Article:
• Don’t let the weeds take over. If you aren’t sure what’s a weed and what’s not then just leave them to grow a bit – sometimes it becomes more obvious once they’re a bit bigger. Either pull them or smother them with a dollop of mulch on top.
  • Keep on top of slugs and snails. Lift the pots – they’ll all be hanging out beneath. For the biggest impact, head out at night while they are out and about and gather them all up. Squash them or save them for the chooks breaky.

Trouble shooting

If a crop is a little slow or pale, double check you’ve planted it at the right time of year. Heat lovers struggle when planted in the cold, and so too cold lovers when planted in the heat. Check my monthly calendars for ideas.

If its not a timing issue, check the moisture of the soil to be sure its not too sodden or too dry. Here’s how to test for water, and water like a pro.

If its none of the above, then try boosting it by adding a little something delicious beneath the mulch, like vermicastings, compost, rotten manure or seaweed.

Crops for pots

Perennial herbs + companions

Thyme flowers are much loved by the bees
Thyme is a super useful plant to get going early on, ensuring lots for planting out later.

Apart from corn and big pumpkins, you can grow any vegies in a container. Get a healthy mixture going, adding greencrops and flowers as well. Dwarf varieties tend to suit pots best, unless you can set your pots against a fence or wall to support frames.

Start to collect loads of perennial herbs and companions – the soil building, health bringing superstars of your garden. Get them going in pots now, for planting later when you know what’s going to go where. They’ll happily live in pots for a few years until you know what’s going where.

My favourite annuals for pots

These are easy to grow crops, that provide the most value for least effort.

Leafy greens


Leafy greens are the best value crops of them all. They give more harvest + provide more nutrition for less effort, than any other crop. And they fit easily into every meal.

Keep leafy’s productive by regularly picking the biggest leaves from around the outside of each plant. Harvest a little from a few plants rather than a lot from one, and always leave a good core of leaves.

Here’s an idea of how many seedlings per person. It’s arbitrary, but will give you a place to kick off from.

  • Perpetual spinach or silverbeet or chard. Space seedlings at 25cm. x2 plants per person.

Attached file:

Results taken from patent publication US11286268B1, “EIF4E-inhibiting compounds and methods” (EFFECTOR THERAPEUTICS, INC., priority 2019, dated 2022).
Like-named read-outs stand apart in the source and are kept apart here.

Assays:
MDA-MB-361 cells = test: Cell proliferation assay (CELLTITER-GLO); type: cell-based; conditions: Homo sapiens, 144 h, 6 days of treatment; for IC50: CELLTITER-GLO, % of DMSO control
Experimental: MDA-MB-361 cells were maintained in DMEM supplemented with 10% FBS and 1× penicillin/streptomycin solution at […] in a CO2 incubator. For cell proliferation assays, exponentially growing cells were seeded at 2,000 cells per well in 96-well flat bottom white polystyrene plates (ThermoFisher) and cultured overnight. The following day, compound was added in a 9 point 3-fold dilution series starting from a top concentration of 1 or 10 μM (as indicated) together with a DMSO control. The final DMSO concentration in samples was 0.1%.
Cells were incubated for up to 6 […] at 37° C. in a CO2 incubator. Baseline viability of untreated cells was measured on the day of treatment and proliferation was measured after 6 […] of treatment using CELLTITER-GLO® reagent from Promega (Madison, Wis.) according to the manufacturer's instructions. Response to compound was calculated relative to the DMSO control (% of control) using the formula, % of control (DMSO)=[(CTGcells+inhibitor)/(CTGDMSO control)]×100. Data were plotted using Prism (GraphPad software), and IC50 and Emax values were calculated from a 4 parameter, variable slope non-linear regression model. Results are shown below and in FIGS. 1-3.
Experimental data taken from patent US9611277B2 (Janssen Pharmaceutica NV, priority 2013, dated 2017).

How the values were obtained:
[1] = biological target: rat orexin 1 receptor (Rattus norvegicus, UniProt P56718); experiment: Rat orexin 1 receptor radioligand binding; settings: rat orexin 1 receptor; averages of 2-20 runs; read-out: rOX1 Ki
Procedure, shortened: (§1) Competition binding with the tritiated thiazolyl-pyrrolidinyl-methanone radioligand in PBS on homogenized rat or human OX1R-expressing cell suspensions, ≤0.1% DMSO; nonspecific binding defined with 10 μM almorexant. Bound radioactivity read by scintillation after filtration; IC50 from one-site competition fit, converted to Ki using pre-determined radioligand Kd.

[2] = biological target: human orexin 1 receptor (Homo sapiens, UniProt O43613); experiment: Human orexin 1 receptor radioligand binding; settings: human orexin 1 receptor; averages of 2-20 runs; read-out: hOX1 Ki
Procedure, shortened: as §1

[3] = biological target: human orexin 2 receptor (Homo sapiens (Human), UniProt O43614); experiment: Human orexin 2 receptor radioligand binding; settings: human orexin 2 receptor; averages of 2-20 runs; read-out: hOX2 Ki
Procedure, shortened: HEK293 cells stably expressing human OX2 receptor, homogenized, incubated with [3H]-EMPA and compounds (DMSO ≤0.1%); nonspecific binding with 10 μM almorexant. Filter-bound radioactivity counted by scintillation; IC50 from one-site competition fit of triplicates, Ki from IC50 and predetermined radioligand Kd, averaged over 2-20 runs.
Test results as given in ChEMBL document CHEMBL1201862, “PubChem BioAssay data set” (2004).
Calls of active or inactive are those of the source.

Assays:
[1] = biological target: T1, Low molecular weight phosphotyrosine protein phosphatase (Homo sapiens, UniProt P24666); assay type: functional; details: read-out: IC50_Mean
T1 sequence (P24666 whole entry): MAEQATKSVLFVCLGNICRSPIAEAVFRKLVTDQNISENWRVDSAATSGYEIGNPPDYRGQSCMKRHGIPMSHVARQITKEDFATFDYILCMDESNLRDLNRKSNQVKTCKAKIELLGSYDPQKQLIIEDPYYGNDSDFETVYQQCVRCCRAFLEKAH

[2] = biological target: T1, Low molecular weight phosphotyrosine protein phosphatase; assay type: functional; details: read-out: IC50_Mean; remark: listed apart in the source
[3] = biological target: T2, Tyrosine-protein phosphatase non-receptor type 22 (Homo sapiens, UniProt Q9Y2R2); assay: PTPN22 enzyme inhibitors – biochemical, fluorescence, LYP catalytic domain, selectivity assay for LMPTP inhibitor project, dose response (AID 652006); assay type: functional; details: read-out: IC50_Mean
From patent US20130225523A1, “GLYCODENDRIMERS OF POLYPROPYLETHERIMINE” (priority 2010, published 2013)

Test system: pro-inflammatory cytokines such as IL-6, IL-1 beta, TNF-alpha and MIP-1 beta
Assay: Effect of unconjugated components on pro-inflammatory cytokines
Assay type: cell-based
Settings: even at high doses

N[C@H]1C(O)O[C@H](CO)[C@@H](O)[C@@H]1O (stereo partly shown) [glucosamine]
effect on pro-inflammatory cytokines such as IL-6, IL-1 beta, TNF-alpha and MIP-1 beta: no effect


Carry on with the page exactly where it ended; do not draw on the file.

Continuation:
• Kale. Plant seedlings at 10cm spacings. x3 plants per person.
  • Parsley. Plant at 30cm spacings. Let parsley flower to feed the beneficial insect. x1 plant per person.

Pick and come again Salads + Rocket + Coriander

Salad harvest Ediblebackyard NZ

Pick and come again salads are fab because they’re so long lasting – from one sowing (or planting) you’ll get 2 – 3 months of harvests. Choose from the wide range of looseleaf salads and add in some bitter goodness like chicory, cress or endive. You can either direct sow them in the container, tray sow them and plant out as seedlings later or buy in seedlings. Plant seedlings out at 10cm spacings.

For continuity of supply sow or plant small patches often. At the first or second harvest it’s time to think about sowing the next little patch. Plant a mixed dozen per person if you are nuts about salad like I am.

To harvest, simply pluck the biggest leaves from among the carpet of leaves. Be sure to always leave a generous supply behind for regrowth. A weekly shot of liquid feed will keep them coming back again, and again, and again.

My favourite cut and come again’s are Cos, Freckles, Green or Red Salad Bowl, Rouge d’Hiver, Drunken Woman Fringed Head, Red or Green Oak Leaf and Red Sails.

Rocket + coriander are brilliant to have on hand for a punch of flavour in pestos, salads and curries. They prefer cooler weather, so pop containers in the semi shade when its hot. Both perform better by far when direct sown. Pick them regularly as per leafy greens to stay the flowering as long as poss. Once they head off to flower just let them go, they’ll feed the bees and beneficial insects and then will self seed everywhere and you wont have to sow them again.

Spring Onions, Beetroot + Carrots

nasturtium is a living mulch around the leeks
Nasturtiums and spring onions are an awesome combo that do really well in a pot.

Spring Onions are quick as – ready in 6 weeks from planting. They’re heaps easier + faster than regular onions, but full of onion flavour. Plant in groups of 3 or 4, at 3cm spacings. If you snip them at ground level instead of pulling them out, they’ll reshoot for a lovely continuity of onion-y greens.

Carrots and beetroot suit pots to a T. If heavy clay is your lot then beetroot will fare better by far in a free draining container.

Here are all my carrot and beetroot growing ways.

Bokchoy, Mizuna + Phacelia: seed for beginners

Bok choy seedlings 2 weeks from sowing
Bok choy seedlings 10days from direct sowing the seed.

Don’t let raising from seed daunt you ok. Mother nature does it all the time in such a casual way – dropping seeds in cracks and on logs, under leaves and fallen branches, in sun and shade – and still they rise and grow. If you want to have a go, these crops are super easy and a good place to start. Here’s some help how to raise really good seedlings.

Bok Choy + Mizuna are fast! Ready to harvest in about 8 weeks. They prefer cooler seasons, so when its hot move them into semi shade. Direct sow seed by scattering it over top of potting mix. Pat the seed down for good contact then lightly sprinkle more mix on top. The seed germinates quickly – perfect for beginners + busy people! The plants will come up like a thicket – simply harvest the bigger outside leaves as you need them.

You can of course, also plant seedlings. Do so at about 20cm spacings. Harvest bok choy by cutting the whole plant off at the base, leaving the roots in for a new flush of leaves. Keep a fresh supply coming on by planting a new lot every month. x6 plants per person.

Phacelia is the most gorgeous year round greencrop + bee fodder you can grow. Such a quick growing plant and pretty as a picture. Give it a 10litre bucket to itself and scatter sow the seed thickly on top of the pot. Place it amongst your vegetables – it’ll make them happy. Mix some calendula seed or seedlings amongst the phacelia for an uplifting vibe of orange and purple.


  1. Karen Grimwade says

    Great article thanks. I’m not a beginner – but still found it helpful.